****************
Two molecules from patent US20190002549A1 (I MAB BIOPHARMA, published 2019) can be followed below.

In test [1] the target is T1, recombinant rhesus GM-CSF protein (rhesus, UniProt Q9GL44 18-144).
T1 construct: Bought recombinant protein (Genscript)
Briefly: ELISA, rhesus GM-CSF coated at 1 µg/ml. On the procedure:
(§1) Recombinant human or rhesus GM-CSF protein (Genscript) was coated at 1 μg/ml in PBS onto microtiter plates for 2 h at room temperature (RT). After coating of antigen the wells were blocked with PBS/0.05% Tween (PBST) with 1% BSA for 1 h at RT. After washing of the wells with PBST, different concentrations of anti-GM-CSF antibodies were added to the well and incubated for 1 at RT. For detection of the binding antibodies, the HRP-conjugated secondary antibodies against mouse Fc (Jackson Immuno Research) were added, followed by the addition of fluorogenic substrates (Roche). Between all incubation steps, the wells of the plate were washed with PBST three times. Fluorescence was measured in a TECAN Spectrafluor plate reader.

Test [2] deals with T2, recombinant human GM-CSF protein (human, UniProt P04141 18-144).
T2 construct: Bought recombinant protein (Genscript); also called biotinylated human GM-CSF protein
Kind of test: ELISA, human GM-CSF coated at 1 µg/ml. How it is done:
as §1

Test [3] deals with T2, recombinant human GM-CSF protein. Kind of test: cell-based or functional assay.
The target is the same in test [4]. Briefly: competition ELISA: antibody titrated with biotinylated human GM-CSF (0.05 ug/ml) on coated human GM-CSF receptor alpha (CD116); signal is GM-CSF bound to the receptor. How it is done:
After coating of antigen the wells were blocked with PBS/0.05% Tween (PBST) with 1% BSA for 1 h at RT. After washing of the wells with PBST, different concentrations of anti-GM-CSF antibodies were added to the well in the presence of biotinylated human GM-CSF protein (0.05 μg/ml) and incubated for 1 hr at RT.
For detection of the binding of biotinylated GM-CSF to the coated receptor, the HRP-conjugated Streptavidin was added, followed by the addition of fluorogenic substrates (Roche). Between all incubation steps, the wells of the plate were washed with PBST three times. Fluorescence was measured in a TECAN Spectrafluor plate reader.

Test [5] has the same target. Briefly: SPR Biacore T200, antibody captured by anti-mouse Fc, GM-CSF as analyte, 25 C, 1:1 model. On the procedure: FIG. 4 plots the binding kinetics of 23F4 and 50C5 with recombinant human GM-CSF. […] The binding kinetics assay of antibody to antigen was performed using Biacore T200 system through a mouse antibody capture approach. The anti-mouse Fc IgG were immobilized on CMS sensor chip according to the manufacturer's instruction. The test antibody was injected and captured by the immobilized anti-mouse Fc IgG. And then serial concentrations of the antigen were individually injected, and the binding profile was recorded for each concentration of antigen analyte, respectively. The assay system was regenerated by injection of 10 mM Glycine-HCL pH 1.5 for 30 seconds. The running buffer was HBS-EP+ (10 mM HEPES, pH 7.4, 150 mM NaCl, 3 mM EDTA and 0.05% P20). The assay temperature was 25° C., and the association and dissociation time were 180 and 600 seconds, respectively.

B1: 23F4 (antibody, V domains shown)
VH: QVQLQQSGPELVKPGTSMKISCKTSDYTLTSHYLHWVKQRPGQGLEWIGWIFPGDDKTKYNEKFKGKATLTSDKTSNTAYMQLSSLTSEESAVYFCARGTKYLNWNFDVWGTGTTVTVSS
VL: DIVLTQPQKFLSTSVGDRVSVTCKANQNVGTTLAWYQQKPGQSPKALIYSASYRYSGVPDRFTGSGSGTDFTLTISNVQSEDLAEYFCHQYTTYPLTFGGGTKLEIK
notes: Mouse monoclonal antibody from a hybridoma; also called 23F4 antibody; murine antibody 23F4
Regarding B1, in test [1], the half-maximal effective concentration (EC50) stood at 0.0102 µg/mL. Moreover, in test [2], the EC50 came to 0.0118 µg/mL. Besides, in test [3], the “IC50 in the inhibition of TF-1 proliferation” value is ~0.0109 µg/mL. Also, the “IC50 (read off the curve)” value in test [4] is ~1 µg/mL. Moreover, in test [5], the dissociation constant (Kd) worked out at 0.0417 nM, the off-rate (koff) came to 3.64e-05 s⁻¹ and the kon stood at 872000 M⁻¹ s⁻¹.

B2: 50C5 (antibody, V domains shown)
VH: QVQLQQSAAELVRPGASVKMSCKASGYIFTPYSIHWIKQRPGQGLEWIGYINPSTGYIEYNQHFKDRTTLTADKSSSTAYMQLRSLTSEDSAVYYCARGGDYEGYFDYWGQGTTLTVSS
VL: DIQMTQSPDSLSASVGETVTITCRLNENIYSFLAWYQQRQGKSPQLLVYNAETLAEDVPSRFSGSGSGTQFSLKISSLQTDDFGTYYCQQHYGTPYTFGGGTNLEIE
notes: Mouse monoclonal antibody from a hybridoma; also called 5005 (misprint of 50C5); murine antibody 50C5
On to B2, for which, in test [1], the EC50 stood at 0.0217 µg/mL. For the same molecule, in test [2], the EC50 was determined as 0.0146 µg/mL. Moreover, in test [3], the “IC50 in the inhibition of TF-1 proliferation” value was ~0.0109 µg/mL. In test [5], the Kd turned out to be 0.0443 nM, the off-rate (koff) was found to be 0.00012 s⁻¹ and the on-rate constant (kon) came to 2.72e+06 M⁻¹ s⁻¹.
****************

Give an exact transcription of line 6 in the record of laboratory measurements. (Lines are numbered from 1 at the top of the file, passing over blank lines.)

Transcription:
Test [2] deals with T2, recombinant human GM-CSF protein (human, UniProt P04141 18-144).